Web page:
Clamour for ferry inquiry fuelled by shame and fury

Click to follow
The Independent Online

Still clutching the orange lifejacket that saved him, Stam Kotsornithis was back on the Aegean, sailing past the spot where he was shipwrecked only three days earlier.

Still clutching the orange lifejacket that saved him, Stam Kotsornithis was back on the Aegean, sailing past the spot where he was shipwrecked only three days earlier.

He was using the same ferry line, Minoan Flying Dolphins, although on a high-speed vessel far less decrepit and ill-equipped than the 34-year-old Express Samina, the ship that claimed at least 77 lives and nearly killed him.

The scene was very different now. The waters around the two jagged rocks guarding the entrance to the island of Paros, and which the ferry struck, were a benign blue. Seabirds wheeled over the outcrop, two large mounds separated by a narrow strait, drowsing now in warm sunshine.

Only those who survived the nightmare of Tuesday night - as hundreds of screaming passengers were pitched into gale-whipped seas by a ferry that tilted and sank like a punctured paper cup - could imagine the scenes 72 hours before.

Mr Kotsornithis, 30, seemed outwardly calm. But the way he was clutching the lifejacket, with its stencilled lettering bearing the notorious ferry's name, suggested he will not soon forget he could so easily be dead, were it not for his rescuers in a Paros fishing boat.

The rest of today's passengers, mostly backpackers travelling the islands mingled with survivors returning home, behaved no differently than the crowds on any evening ferry from Paros to the mainland.

Not, at least, until the Greek TV news came up on the big screens. Now that the 45mph gales that had swept the Aegean most of last week were over, the bodies were coming in. The screens showed black body bags being carried off a fishing boat. The passenger lounge fell silent. A man in the front row began to weep. A young couple folded themselves into a tight embrace, searching for comfort from an incurable pain.

When the broadcast was over, Mr Kotsornithis, a photo shop worker from Athens, gently placed his hand on my arm."You an English journalist?" he asked. "You write in your paper that I am sorry. You write that I ask forgiveness for my country. We let irresponsible people do irresponsible things. I know saying this is not enough, but I really am sorry."

The Greeks are angry about the Express Samina disaster - headlines screamed "Murderers" in the Greek press - and profoundly embarrassed. The disaster belongs to a world the younger generation, people like Mr Kotsornithis are trying to forget. A world of ineptitude, corruption and carelessness, an old world of red tape and derelict equipment in which nothing works and no one cares. There are, he says sadly, "cultural differences between Greece and western Europe", but that did not make him less apologetic.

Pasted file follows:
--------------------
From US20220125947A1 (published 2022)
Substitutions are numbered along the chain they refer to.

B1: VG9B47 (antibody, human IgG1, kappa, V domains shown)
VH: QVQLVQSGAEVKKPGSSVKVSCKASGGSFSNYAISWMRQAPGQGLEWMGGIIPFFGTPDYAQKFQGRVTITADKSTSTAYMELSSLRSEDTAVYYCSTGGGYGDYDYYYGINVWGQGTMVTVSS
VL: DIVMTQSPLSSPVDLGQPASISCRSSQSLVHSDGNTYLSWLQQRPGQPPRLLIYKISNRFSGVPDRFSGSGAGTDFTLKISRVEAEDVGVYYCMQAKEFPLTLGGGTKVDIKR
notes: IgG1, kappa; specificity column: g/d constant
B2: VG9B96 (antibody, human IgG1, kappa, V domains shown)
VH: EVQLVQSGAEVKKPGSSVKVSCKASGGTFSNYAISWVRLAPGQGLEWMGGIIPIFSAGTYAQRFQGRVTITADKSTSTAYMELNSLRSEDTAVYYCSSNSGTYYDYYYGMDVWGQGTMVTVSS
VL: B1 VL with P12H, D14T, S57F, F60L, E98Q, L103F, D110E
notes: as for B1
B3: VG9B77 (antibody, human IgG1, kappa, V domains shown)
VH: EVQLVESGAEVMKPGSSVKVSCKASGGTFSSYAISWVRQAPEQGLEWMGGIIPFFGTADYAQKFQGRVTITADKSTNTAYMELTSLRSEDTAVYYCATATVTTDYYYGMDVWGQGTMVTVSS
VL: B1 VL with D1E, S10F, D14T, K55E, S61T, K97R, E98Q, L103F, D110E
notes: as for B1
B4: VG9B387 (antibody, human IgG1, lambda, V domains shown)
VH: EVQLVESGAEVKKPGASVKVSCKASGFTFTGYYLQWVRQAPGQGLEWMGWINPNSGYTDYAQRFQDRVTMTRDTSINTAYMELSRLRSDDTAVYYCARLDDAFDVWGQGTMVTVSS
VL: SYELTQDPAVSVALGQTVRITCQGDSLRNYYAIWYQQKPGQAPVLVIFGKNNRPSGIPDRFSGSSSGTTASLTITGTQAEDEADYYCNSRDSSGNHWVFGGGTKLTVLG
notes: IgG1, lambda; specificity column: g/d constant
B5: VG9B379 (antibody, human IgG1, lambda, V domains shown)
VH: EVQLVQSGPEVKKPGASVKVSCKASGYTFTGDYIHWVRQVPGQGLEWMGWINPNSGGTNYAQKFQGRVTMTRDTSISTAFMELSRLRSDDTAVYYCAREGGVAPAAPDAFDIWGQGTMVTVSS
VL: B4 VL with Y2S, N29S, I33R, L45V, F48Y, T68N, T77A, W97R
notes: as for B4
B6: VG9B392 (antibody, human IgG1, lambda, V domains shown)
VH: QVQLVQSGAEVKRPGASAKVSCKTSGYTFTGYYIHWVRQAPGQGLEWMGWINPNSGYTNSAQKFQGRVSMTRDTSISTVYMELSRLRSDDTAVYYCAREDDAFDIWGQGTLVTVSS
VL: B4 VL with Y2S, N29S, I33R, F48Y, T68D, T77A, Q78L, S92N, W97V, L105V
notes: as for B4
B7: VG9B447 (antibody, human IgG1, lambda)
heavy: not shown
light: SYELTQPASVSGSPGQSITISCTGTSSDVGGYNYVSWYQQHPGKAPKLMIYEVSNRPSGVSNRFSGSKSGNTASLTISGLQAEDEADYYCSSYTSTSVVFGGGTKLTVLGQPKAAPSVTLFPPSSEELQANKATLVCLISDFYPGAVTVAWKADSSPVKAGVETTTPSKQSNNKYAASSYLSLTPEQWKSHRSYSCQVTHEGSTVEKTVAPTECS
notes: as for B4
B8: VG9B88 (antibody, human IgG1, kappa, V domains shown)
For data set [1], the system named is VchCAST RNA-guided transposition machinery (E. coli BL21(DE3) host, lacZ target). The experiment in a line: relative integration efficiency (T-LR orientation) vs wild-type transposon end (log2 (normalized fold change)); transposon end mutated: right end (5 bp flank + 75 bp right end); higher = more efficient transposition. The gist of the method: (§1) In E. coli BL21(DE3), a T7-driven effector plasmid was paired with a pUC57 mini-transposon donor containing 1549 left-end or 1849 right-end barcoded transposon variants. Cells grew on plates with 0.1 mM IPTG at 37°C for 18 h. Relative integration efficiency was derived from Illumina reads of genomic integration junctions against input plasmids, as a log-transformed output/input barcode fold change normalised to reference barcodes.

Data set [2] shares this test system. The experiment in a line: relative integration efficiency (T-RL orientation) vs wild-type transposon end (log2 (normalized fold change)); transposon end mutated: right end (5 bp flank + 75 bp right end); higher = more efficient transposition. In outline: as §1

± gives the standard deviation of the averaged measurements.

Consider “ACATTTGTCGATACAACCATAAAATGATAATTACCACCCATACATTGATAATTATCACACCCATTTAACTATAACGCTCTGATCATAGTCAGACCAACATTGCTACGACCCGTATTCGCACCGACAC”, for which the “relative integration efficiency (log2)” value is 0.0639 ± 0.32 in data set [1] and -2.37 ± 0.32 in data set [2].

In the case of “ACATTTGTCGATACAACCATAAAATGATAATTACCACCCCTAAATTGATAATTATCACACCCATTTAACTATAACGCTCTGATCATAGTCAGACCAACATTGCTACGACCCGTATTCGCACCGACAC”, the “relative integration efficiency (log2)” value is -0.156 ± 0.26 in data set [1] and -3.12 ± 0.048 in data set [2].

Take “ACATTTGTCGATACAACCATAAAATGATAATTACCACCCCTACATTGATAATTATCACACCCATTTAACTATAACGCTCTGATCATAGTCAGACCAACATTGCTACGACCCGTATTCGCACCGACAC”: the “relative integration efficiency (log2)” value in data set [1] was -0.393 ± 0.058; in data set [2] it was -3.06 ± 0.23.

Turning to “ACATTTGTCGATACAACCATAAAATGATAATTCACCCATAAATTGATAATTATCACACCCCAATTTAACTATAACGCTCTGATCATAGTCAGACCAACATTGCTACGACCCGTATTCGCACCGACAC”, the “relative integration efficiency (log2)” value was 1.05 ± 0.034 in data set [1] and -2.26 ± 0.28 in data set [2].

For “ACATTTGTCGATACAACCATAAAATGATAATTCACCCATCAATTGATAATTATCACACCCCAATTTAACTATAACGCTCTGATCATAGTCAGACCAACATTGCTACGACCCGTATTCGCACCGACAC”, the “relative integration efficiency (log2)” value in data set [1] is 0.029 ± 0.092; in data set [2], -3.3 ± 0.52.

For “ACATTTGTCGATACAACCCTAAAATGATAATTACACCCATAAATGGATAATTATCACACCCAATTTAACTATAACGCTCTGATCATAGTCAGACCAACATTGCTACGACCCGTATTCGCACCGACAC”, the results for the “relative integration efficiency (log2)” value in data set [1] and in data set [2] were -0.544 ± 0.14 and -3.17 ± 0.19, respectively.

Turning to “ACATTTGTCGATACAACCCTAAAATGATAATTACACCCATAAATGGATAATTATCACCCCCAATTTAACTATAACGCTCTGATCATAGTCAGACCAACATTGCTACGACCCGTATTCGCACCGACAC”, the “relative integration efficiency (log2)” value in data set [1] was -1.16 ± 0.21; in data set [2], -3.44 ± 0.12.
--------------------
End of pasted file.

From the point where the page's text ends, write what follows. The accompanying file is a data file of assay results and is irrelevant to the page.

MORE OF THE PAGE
Greece has, in some areas, made so much progress. Paros is a paradigm of civilised orderliness. Credit cards are accepted in the vine-clad terraced restaurants. Holiday-makers sit at computer term- inals in the seafront internet café, firing off messages home. The narrow streets between the whitewashed buildings of Parikia are spotless and - in these autumn days - serene.

The peace is disturbed only by the buzz of motor scooters on which tourists pooter around the tiny roads. It is as neat as a napkin; a Toy Town island of windblown rock and marble-adorned white churches and guest-houses, tailored discreetly to the leisure needs of western Europe.

That facade was shattered last week. The day after the tragedy, in the port authority's harbourside office Greece was its old self. The commandant of the Greek coastguard, Vice-Admiral Andreas Syrigos was sitting in an office, bellowing long and loud into a phone he held 1ft from his mouth.

Outside, crewmen from the Express Samina and local fishermen quarrelled over whether the sailors had done enough to help people off the sinking ferry or whether, as passengers say, they fended for themselves. Lifejackets and luggage from the ferry was piled at the door; no one stopped people helping themselves to a memento from the disaster. And several did.

Admiral Syrigos was struggling to contain his emotion. "We really can't find any explanation. You put your questions - why, why, why? I ask myself, 'When you see a light on rocks in front of you which is visible from seven miles distance, why drive the boat to this specific point?' They [the captain and his first officer] say they were on the bridge. They say they were doing their best, but I just don't know."

Now the task facing Greece is to hold a genuinely efficient and thorough inquiry that can convince the world the ferry disaster was an aberration.

The questions are many: was the ship on automatic pilot, and if so why? Were the captain and crew watching football? Was the captain on the bridge, as the law says he should have been, given the bad weather? Why were there no safety instructions, and why did the passengers not know where to find the lifejackets? And why did the crew wait 15 minutes before telling the coastguard of the emergency?

There are ominous signs - as ever in public transport accidents - that the corporate money men and their lawyers will stop at little to lay the blame elsewhere. Bodies were still floating when Costas Klironomos, head of the ferry company, said the captain had been "blind" not to see the rocks, and all evidence pointed to human error, as if the company was blameless.

They are the ones, not poor Stam Kotsornithis, who should be apologising to the world.